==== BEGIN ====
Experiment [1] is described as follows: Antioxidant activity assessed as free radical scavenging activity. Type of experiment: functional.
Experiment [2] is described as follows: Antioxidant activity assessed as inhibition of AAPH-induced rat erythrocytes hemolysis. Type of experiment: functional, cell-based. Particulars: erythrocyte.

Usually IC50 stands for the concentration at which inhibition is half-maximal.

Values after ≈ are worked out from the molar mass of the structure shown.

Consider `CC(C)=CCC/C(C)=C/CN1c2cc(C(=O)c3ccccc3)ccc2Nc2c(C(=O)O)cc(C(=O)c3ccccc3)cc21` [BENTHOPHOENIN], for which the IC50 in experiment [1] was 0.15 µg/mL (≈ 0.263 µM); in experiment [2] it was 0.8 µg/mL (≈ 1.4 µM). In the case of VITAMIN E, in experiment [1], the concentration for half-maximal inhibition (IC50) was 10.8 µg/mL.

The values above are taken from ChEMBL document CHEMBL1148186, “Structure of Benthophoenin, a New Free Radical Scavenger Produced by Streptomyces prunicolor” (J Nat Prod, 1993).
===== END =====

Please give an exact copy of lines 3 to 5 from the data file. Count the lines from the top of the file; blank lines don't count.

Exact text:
Usually IC50 stands for the concentration at which inhibition is half-maximal.

Values after ≈ are worked out from the molar mass of the structure shown.

Consider `CC(C)=CCC/C(C)=C/CN1c2cc(C(=O)c3ccccc3)ccc2Nc2c(C(=O)O)cc(C(=O)c3ccccc3)cc21` [BENTHOPHOENIN], for which the IC50 in experiment [1] was 0.15 µg/mL (≈ 0.263 µM); in experiment [2] it was 0.8 µg/mL (≈ 1.4 µM). In the case of VITAMIN E, in experiment [1], the concentration for half-maximal inhibition (IC50) was 10.8 µg/mL.